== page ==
Let us go back to John 3:3, to Jesus' instruction to Nicodemus.
John 3:3 Jesus answered and said to him, "Most assuredly, I say to you, unless one is born again, he cannot see the kingdom of God."
That word "see" comes from the Greek eidon, and as used by Him in this context it has nothing to do with visually seeing. It has everything to do with perception. It is God who gives those to whom He reveals Himself the spiritual insight that others do not have and cannot get from normal life's experiences. It is this reason that we should be thankful for the major miracle that God has worked in our minds so that He has broken the carnal perceptions and their biases formed from infancy against Him, His truth, His way of life, and His Son.
Jesus has given us many warnings, but none more blunt than the time is coming that whosoever kills you will think that he offers God service, just as those fundamentalist Mormons did to their sister-in-law. They thought they were doing God's service. We are seeing many indications from the world around us that events are building to the time when this admonition may come to pass in our lives.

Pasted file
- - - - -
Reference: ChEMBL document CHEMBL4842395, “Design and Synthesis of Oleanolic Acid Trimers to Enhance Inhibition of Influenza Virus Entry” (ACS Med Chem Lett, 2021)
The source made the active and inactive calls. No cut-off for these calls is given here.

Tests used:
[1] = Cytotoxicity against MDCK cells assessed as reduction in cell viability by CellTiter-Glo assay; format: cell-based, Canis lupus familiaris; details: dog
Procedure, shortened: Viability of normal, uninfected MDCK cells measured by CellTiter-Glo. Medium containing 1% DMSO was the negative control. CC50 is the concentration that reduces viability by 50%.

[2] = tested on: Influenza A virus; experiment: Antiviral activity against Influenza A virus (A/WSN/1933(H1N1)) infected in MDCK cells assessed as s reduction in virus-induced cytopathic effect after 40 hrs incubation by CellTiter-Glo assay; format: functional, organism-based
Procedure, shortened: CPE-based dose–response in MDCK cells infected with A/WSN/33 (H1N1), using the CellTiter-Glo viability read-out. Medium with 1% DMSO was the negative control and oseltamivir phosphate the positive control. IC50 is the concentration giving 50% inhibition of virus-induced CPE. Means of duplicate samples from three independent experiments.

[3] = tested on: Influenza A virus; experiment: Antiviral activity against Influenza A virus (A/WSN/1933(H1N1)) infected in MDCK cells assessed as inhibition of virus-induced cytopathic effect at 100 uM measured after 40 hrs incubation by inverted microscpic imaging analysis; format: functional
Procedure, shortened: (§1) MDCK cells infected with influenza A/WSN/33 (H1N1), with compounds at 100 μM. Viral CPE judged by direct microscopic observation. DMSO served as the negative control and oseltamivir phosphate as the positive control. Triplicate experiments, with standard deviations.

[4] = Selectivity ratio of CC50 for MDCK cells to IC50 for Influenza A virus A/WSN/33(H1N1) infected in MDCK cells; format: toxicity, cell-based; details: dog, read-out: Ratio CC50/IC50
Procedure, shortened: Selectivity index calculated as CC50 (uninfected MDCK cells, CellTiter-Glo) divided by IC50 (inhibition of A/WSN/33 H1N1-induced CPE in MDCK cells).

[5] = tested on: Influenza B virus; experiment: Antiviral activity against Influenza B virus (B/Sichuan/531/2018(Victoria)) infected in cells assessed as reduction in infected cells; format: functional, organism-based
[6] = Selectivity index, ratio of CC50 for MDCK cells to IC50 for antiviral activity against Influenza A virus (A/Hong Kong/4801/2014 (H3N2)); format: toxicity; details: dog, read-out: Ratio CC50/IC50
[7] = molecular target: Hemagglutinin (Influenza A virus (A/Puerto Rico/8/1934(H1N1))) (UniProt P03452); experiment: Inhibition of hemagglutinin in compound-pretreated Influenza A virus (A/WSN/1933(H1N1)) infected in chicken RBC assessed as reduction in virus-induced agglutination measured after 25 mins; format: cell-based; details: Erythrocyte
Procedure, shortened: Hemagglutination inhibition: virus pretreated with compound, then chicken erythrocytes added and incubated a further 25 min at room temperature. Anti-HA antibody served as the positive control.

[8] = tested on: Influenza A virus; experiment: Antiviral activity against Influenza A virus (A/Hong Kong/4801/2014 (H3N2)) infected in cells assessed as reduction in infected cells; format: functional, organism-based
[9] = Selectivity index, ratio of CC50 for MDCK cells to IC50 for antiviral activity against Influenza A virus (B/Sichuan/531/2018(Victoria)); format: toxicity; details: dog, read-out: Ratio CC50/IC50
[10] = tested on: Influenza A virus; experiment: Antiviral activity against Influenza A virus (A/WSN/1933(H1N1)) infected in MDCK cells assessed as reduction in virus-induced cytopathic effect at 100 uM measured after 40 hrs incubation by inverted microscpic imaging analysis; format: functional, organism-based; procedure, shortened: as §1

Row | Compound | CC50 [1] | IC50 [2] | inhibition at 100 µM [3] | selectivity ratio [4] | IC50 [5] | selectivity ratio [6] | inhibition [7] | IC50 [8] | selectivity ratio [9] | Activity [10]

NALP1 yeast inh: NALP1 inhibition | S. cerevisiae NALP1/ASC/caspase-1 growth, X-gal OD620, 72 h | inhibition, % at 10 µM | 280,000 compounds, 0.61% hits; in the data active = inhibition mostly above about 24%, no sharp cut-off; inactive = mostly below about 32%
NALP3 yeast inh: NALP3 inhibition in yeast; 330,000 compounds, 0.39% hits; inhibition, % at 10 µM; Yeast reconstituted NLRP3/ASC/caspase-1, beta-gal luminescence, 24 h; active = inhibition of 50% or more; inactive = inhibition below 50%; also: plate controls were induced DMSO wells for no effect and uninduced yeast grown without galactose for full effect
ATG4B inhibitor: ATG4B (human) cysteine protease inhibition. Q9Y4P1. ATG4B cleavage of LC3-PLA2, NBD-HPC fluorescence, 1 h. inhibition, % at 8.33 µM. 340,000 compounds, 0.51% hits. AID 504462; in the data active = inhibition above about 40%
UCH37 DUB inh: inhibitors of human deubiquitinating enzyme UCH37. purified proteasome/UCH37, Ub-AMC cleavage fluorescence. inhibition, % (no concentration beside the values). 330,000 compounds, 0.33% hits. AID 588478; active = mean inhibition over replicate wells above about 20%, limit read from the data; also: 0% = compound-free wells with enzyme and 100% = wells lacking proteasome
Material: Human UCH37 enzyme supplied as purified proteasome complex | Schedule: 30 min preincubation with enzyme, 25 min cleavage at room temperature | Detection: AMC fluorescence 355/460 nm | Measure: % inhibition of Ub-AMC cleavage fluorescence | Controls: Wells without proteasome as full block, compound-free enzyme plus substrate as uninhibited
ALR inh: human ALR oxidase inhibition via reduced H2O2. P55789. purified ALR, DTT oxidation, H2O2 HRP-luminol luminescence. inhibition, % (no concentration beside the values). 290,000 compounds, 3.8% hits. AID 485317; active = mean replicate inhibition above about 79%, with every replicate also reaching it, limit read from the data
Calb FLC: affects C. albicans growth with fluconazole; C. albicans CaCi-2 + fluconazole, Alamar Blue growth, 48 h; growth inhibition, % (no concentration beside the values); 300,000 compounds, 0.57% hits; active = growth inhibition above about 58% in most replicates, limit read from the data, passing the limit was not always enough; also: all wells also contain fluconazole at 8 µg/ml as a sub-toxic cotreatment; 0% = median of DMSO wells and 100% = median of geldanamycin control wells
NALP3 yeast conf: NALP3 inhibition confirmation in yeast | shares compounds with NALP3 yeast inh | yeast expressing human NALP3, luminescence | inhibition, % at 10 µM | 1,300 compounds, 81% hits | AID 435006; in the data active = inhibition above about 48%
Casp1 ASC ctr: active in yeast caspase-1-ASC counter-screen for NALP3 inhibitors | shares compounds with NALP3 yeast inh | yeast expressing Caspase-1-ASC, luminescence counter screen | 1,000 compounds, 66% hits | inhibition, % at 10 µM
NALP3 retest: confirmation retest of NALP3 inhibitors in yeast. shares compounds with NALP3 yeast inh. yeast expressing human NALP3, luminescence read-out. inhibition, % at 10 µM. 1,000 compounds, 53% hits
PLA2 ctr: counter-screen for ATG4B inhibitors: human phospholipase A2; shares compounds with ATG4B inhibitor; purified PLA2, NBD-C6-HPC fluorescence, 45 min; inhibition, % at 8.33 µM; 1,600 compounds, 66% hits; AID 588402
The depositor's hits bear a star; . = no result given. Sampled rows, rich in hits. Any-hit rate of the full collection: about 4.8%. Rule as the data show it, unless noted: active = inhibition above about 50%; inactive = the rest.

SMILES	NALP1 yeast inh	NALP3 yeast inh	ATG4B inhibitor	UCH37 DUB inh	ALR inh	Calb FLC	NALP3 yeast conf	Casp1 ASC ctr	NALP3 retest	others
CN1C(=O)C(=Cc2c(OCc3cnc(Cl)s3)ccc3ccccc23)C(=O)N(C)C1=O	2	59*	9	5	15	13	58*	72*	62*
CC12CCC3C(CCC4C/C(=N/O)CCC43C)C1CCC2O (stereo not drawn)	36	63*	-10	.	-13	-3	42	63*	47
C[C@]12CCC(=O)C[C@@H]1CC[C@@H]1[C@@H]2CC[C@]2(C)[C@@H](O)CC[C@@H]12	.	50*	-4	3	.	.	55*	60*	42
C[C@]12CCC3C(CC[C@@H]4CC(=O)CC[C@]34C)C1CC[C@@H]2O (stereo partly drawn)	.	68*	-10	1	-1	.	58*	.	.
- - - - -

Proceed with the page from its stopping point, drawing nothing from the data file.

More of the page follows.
Let us close off the sermon this evening with Romans 13, verses 11 through 14.
Romans 13:11-14 And do this, knowing the time, that now it is high time to awake out of sleep; for now our salvation is nearer than when we first believed. The night is far spent, the day is at hand. Therefore let us cast off the works of darkness, and let us put on the armor of light [truth; light symbolizes truth]. Let us walk properly, as in the day, not in revelry and drunkenness, not in lewdness and lust, not in strife and envy. But put on the Lord Jesus Christ, and make no provision for the flesh, to fulfill its lusts.
Let us all use this Feast as a turning point, because time and its events are not waiting for us to get ready. The enemy is steadily moving his forces, and we must be preparing now. The handwriting is already on the wall. So remember, your perceptions are your reality, and it is one of our responsibilities to make sure our perceptions are as close to God's truth—God's reality—as we can make them.